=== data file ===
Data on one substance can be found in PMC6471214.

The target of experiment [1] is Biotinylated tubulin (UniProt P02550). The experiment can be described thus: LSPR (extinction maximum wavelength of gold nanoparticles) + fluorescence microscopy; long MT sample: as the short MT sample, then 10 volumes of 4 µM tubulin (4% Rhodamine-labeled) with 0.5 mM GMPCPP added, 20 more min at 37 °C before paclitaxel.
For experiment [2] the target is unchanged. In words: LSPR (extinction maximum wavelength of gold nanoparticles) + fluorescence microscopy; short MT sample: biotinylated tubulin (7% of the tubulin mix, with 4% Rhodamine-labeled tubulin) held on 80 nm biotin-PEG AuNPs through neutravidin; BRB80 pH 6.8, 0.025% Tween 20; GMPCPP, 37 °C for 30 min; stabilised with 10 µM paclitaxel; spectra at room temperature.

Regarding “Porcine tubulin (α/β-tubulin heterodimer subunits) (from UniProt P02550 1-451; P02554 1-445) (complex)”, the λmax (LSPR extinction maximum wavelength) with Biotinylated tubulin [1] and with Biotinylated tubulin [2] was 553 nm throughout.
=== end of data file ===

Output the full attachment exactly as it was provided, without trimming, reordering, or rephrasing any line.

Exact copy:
Data on one substance can be found in PMC6471214.

The target of experiment [1] is Biotinylated tubulin (UniProt P02550). The experiment can be described thus: LSPR (extinction maximum wavelength of gold nanoparticles) + fluorescence microscopy; long MT sample: as the short MT sample, then 10 volumes of 4 µM tubulin (4% Rhodamine-labeled) with 0.5 mM GMPCPP added, 20 more min at 37 °C before paclitaxel.
For experiment [2] the target is unchanged. In words: LSPR (extinction maximum wavelength of gold nanoparticles) + fluorescence microscopy; short MT sample: biotinylated tubulin (7% of the tubulin mix, with 4% Rhodamine-labeled tubulin) held on 80 nm biotin-PEG AuNPs through neutravidin; BRB80 pH 6.8, 0.025% Tween 20; GMPCPP, 37 °C for 30 min; stabilised with 10 µM paclitaxel; spectra at room temperature.

Regarding “Porcine tubulin (α/β-tubulin heterodimer subunits) (from UniProt P02550 1-451; P02554 1-445) (complex)”, the λmax (LSPR extinction maximum wavelength) with Biotinylated tubulin [1] and with Biotinylated tubulin [2] was 553 nm throughout.